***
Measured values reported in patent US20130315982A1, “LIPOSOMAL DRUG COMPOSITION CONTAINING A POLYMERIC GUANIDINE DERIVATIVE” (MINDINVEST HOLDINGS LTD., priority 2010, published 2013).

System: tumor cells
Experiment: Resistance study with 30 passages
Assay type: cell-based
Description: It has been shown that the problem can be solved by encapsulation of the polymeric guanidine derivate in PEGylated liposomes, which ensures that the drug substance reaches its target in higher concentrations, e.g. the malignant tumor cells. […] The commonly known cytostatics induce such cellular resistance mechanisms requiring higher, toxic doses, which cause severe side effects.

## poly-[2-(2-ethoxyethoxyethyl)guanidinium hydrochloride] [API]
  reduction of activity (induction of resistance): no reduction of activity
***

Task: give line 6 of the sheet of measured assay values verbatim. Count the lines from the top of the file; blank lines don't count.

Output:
## poly-[2-(2-ethoxyethoxyethyl)guanidinium hydrochloride] [API]